Temporary Inflation

So, the world’s largest economy the US, with a GDP of 20.1 trillion USD in 2020, is likely to experience temporary inflation as the economy reopens and emerges from the pandemic lockdowns, according to Fed Chair Jerome Powell.

“You can only go out to dinner once per night” said Powell as he explained his reasoning for temporary inflation. 

Services, that were banned during the pandemic, dining, going to the concert and theatres, traveling are likely to see a short-term boom due to pent-up demand. So, we could see temporary inflation in certain types of services, which were hit the hardest during the pandemic. The Fed believes it is nothing to worry about because as consumption trends return to normal so too will price in the medium long term. 

It is the Producer Price Index (PPI) which is the thorn in the side of the Fed’s temporary inflation expectation view

Temporary Inflation

The major manufacturing economies, China, Germany, and the US are all three reporting a sharp rise in their PPI.

So, the PPI which measures consumer prices, input costs could be an early indication that the early shoots of price rises are more than temporary inflation. 

China, the world’s largest manufacturing economy registered a 4.4% rise in input costs in March from a 1.7% increase in February. It was the sharpest rise since July 2018.

The so-called benefits of globalization offshoring to benefit from c

heaper production costs, and cheaper goods could have been thrown into reverse. Put simply if the world’s factory, China starts exporting inflation then temporary inflation expectation models are redundant

So concerned about rising input costs, China’s Financial Stability and Development Committee released a rare one-line statement in April warning about the potential rise in commodity prices, consumer price inflation and called for an effort to stabilize prices.

Moreover, in the US, the PPI jumped to 4.2%, the sharpest year-over-year increase since 2011. The Consumer Price Index is starting to follow, despite the Fed downplaying the jump as temporary inflation and blaming it on the “base effect” and “temporary” factors. 

But factory prices have now been rising on a month-by-month basis for several consecutive months and those increases have been particularly large over the past three months, which has little to do with the base effect.

Nevertheless, those arguing that what we are seeing is merely temporary inflation cite a low level of the worker participation rate. 

“Beyond temporary effects, inflation is unlikely to keep accelerating given ample slack in the labor market,” said Rubeela Farooqi, chief U.S. economist at High-Frequency Economics in White Plains, New York. 

Meanwhile, another major manufacturer in Europe, Germany has also experienced a jump in its PPI, which further shatters the temporary inflation view

German PPI rose by 0.9% in March from February, after having risen by 0.7% in February from January, and after having spiked by 1.4% in January from December, the biggest month-to-month jump since 2008. 

Compared to March last year, German producer prices jumped by 3.7%, according to the German Federal Statistics Office (Destatis), which represents the biggest year-over-year jump since November 2011. German PPI, started to surge in the final quarter of 2020 began last fall, after sharp declines earlier in the year. 

Germany, inflation is now expected to reach 3% to 4% later this year. Bundesbank President Jens Weidmann who, in an interview in February, already predicted that inflation would be above 3% by the end of the year.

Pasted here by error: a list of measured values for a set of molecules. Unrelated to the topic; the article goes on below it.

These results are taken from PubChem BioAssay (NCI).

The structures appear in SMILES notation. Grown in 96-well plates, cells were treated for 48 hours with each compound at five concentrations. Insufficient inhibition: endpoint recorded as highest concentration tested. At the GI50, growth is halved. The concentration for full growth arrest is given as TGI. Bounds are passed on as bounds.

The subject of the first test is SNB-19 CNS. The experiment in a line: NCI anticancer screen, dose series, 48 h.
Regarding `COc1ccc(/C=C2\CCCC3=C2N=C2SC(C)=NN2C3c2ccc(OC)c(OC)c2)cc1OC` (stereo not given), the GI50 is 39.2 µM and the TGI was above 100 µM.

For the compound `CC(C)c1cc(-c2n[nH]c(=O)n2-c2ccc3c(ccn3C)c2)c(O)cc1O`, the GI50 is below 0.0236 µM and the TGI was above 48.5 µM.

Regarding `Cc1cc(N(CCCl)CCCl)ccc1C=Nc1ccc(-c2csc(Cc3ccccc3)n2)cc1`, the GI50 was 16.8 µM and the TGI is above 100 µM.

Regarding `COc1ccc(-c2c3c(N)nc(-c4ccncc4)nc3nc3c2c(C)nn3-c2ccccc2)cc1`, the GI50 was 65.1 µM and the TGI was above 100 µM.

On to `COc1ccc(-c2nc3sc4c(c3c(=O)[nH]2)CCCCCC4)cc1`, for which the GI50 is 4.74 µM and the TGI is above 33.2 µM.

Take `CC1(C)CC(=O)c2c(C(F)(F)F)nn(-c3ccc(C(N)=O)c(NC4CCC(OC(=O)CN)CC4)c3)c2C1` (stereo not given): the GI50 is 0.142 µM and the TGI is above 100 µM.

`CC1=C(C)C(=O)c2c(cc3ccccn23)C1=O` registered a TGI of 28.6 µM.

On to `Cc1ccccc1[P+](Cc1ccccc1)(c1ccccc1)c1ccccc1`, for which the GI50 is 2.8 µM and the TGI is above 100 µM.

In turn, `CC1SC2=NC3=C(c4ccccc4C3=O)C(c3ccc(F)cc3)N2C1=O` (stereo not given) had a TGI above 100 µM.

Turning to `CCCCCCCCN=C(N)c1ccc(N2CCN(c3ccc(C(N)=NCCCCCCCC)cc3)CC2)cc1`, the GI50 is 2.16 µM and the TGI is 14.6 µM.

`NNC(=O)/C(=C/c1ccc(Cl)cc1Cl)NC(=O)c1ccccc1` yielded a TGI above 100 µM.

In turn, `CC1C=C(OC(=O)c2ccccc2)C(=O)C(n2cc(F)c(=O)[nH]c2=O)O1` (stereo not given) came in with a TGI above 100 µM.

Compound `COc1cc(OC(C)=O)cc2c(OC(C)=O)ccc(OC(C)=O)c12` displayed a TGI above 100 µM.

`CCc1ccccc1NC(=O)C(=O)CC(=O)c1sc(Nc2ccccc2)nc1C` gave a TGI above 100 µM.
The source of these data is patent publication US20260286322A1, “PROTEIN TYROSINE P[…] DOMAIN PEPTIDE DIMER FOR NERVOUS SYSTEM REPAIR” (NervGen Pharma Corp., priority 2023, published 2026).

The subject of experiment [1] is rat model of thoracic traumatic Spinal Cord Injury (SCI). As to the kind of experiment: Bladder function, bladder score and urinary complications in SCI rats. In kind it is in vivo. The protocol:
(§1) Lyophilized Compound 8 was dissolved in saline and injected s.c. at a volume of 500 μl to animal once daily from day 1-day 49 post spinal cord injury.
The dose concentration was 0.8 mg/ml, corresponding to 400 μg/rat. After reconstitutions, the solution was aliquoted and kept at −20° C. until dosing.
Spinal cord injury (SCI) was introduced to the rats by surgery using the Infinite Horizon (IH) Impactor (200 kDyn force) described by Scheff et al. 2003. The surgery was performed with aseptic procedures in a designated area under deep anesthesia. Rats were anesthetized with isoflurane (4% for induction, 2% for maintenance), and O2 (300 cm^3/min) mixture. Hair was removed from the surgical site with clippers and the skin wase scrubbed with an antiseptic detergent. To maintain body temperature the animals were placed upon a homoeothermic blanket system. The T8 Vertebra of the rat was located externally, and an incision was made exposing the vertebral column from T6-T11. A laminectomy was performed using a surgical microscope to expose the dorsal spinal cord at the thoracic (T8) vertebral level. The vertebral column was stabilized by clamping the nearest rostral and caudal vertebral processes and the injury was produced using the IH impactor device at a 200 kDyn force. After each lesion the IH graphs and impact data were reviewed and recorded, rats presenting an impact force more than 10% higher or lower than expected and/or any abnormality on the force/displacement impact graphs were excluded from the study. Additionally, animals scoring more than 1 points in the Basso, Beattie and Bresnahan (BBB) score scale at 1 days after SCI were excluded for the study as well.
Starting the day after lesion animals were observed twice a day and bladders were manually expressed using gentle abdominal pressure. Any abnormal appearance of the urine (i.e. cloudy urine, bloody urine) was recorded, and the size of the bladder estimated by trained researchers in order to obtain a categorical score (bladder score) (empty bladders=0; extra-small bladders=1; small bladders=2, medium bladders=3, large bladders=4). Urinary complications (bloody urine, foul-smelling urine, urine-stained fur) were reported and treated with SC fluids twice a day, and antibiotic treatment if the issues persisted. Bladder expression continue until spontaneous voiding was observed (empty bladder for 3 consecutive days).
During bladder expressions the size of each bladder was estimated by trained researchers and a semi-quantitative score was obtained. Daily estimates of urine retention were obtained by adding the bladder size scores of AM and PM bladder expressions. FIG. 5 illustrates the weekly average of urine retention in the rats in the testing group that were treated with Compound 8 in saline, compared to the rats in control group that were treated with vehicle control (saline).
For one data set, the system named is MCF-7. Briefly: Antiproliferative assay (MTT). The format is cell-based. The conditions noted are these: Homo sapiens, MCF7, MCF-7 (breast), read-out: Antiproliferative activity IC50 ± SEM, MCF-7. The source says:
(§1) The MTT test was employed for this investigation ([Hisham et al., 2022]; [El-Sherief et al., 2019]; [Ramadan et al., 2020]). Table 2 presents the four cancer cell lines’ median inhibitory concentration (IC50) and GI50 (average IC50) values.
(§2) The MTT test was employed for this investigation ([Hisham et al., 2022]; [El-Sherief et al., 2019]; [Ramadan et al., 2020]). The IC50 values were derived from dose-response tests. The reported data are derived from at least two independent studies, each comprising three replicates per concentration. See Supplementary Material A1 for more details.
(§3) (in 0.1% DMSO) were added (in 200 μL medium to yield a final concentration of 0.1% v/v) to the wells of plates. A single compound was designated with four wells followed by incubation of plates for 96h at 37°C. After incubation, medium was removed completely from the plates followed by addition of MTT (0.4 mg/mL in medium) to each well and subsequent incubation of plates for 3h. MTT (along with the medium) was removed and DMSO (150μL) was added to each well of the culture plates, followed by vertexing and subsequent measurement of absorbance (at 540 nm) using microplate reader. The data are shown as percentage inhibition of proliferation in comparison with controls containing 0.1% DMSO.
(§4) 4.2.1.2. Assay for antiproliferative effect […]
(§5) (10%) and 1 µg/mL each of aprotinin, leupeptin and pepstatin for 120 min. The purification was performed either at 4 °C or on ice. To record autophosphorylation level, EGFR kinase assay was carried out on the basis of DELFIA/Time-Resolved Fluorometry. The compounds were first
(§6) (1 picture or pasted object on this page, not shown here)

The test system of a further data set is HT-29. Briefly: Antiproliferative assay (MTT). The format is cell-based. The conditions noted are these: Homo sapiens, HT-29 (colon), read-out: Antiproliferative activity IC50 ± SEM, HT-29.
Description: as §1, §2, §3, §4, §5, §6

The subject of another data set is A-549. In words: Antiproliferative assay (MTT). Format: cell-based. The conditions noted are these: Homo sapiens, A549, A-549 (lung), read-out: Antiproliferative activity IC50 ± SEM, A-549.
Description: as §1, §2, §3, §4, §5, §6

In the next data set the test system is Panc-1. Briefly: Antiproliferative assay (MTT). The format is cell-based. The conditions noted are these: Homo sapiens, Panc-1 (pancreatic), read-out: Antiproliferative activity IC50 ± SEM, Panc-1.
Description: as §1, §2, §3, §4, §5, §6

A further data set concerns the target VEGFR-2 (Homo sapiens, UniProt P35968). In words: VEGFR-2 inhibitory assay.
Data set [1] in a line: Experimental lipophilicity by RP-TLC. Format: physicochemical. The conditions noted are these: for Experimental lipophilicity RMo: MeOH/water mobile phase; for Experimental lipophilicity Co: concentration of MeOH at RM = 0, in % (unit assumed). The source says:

“One thing is clear: the inflation rate will not remain as low as last year permanently,” he noted, adding that the ECB will only be able to make monetary policy adjustments once inflation rates jump. And he exhorted the ECB to act when consumer price inflation takes off: “There must not be a lack of determination, even if the financing costs for highly indebted countries rise”.

Germany inflation can be contributed to several factors such as the ECB’s monetary easing policy and winding down of value-added taxes deductions which ended in December of last year. So, the value-added tax hikes pushed the consumer price index up by 1.7%. In the neighboring countries on the continent inflation is also jumping. For example, in the Netherlands inflation reached 1.9% and 2% in Austria. But in the economically depressed Southern European countries inflation remains low, at 0.5% in Portugal, 0.8% in Italy, and 1.3% in Spain. 

The takeaway is that the major producing export countries are now exporting inflation as they pass on hikes in input costs, which also could indicate this is not temporary inflation

How then should investors protect their portfolio from inflation that could be a permanent fixture, rather than the temporary inflation view being promoted by the Fed?

So, if the deflated economy is about to get reflated then perhaps the best play is the “reflation trade”. The reflation trade stumbled in late March but it could come back in vogue as capital flows rotate into reflation assets.

If what we are not looking at is temporary inflation caused by trillions of dollars in artificial demand in the system due to Fiscal spending stimulus, jobless benefits, and at least 120 billion USD per month of bond purchases by the Fed then the reflation trade could provide wealth protection. 

A “reflation” regime, is generally favorable for commodity returns, metals, copper, and stocks.

“Reflation” also fosters rising bond yields, which is what we have been seeing in the benchmark 10-year government bond yield. But a reflation regime, assuming we don’t get temporary inflation, also provides headwinds for assets such as fixed-rate bonds, gold, and interest-rate sensitive shares, such as Real Estate Investment Trusts, utilities, and infrastructure.

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